One of the seized horses with a BC SPCA worker. The horses were suffering from malnutrition, dental issues, parasites, skin issues and hoof injuries, according to the BC SPCA. Photo courtesy of BC SPCA.

One of the seized horses with a BC SPCA worker. The horses were suffering from malnutrition, dental issues, parasites, skin issues and hoof injuries, according to the BC SPCA. Photo courtesy of BC SPCA.

Six thoroughbred horses seized from Mission property in BC SPCA animal-cruelty investigation

Horses suffering from malnutrition, dental issues, parasites, skin issues, hoof injuries

Six thoroughbred horses have been seized from a Mission property as part of an animal-cruelty investigation by the BC SPCA.

They were suffering from malnutrition, dental issues, parasites, skin issues and hoof injuries, said Eileen Drever, the BC SPCA’s senior officer, protection and stakeholder relations.

“In addition to suffering from nutritional and medical issues, the horses were living in substandard conditions, with inadequate shelter, muddy and slippery surfaces and injurious hazards strewn on the property,” Drever said. “There was also inadequate fencing on the property, permitting the horses access to a busy road.”

At the beginning of November, the BC SPCA’s call centre received a tip about horses looking underweight at the address and were “shocked to see the condition the horses were in” when they investigated, Drever said.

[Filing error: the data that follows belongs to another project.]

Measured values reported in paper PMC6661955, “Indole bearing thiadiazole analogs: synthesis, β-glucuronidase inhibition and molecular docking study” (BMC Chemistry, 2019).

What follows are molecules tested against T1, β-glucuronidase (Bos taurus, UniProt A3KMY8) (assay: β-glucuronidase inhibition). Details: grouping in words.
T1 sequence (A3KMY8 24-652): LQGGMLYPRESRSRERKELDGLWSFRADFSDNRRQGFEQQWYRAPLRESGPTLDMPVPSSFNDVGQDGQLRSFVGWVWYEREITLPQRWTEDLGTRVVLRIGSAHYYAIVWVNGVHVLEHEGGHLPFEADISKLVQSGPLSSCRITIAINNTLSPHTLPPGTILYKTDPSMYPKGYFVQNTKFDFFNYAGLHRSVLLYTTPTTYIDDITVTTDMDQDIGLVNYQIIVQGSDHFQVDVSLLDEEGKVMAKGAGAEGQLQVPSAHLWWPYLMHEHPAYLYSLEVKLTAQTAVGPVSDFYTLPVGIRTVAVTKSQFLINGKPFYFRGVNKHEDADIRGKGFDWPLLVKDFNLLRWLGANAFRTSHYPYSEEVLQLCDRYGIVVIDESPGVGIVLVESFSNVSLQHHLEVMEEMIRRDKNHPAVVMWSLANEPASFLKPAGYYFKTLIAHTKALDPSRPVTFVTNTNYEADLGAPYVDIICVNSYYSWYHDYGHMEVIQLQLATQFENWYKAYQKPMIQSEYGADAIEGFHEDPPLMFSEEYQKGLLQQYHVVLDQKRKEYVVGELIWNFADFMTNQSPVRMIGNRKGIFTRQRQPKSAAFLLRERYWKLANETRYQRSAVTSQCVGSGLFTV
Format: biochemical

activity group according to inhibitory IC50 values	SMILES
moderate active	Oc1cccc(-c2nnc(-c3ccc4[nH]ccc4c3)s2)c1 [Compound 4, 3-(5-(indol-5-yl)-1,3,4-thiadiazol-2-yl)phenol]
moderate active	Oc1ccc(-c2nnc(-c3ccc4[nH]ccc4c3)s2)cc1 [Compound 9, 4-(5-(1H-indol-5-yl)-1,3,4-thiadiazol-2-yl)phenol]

She said the property was not a commercial farm, and appeared to be a hobby farm with no other livestock present.

When the SPCA finds an animal in distress, they give the owner or caregiver an opportunity to fix it, Drever said.

“If they fail to do so then we have to take legal action … And that’s what happened in this case.”

The horses, now in SPCA care, are receiving veterinary treatment and other care at a foster facility while they recover, the BC SPCA said, and the investigation is ongoing.

“They are such beautiful animals and it is so sad to think of them suffering as they were,” says Drever. “We are so happy that they are now safe and getting the care and treatment they need.”

The BC SPCA carries out over 8,000 animal-cruelty investigations annually.

Owners can appeal to the BC Farm Industry Review Board to get their animals back, which is similar to a “mini trial,” Drever said.

The BC SPCA can also recommend charges to Crown Counsel, which could result in a fine, or a prohibition from owning animals, Drever said.

RELATED: BC SPCA reopens animal cruelty investigation at Abbotsford pig farm


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